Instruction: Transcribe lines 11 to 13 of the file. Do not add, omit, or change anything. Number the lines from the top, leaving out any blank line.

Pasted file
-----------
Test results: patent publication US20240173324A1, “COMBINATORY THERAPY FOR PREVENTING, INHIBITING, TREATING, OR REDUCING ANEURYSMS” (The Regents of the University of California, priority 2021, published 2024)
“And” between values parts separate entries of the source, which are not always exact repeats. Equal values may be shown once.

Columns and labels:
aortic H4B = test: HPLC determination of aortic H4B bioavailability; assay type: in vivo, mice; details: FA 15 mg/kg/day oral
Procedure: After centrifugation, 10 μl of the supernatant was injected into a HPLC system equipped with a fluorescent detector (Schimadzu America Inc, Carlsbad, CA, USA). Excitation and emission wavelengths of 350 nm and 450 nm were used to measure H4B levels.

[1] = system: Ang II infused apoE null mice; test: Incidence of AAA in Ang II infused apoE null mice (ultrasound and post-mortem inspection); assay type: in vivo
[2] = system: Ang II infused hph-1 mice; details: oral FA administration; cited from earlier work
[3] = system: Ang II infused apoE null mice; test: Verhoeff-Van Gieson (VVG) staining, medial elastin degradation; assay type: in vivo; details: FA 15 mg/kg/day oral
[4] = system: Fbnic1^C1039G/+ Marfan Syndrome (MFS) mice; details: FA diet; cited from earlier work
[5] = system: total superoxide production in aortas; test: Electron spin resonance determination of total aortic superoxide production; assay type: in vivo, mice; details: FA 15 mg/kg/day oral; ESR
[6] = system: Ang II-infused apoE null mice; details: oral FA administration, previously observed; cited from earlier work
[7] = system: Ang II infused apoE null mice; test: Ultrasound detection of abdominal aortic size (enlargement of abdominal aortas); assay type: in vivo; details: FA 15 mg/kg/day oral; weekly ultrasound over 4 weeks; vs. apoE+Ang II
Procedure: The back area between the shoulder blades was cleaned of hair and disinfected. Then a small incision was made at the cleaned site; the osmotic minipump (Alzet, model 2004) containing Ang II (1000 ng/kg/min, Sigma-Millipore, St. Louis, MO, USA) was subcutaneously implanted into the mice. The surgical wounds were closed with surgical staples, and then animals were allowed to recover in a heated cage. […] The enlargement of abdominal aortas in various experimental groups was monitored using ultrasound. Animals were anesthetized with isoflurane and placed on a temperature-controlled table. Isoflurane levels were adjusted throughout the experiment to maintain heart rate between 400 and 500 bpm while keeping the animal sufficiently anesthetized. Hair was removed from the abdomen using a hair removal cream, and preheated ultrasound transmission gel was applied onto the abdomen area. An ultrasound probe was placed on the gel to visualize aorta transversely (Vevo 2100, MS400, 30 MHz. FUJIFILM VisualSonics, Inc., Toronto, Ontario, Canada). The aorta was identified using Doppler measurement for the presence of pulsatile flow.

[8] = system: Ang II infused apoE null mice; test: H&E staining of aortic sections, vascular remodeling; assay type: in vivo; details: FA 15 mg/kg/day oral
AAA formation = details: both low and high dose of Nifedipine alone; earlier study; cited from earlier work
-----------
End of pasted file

[6] = system: Ang II-infused apoE null mice; details: oral FA administration, previously observed; cited from earlier work
[7] = system: Ang II infused apoE null mice; test: Ultrasound detection of abdominal aortic size (enlargement of abdominal aortas); assay type: in vivo; details: FA 15 mg/kg/day oral; weekly ultrasound over 4 weeks; vs. apoE+Ang II
Procedure: The back area between the shoulder blades was cleaned of hair and disinfected. Then a small incision was made at the cleaned site; the osmotic minipump (Alzet, model 2004) containing Ang II (1000 ng/kg/min, Sigma-Millipore, St. Louis, MO, USA) was subcutaneously implanted into the mice. The surgical wounds were closed with surgical staples, and then animals were allowed to recover in a heated cage. […] The enlargement of abdominal aortas in various experimental groups was monitored using ultrasound. Animals were anesthetized with isoflurane and placed on a temperature-controlled table. Isoflurane levels were adjusted throughout the experiment to maintain heart rate between 400 and 500 bpm while keeping the animal sufficiently anesthetized. Hair was removed from the abdomen using a hair removal cream, and preheated ultrasound transmission gel was applied onto the abdomen area. An ultrasound probe was placed on the gel to visualize aorta transversely (Vevo 2100, MS400, 30 MHz. FUJIFILM VisualSonics, Inc., Toronto, Ontario, Canada). The aorta was identified using Doppler measurement for the presence of pulsatile flow.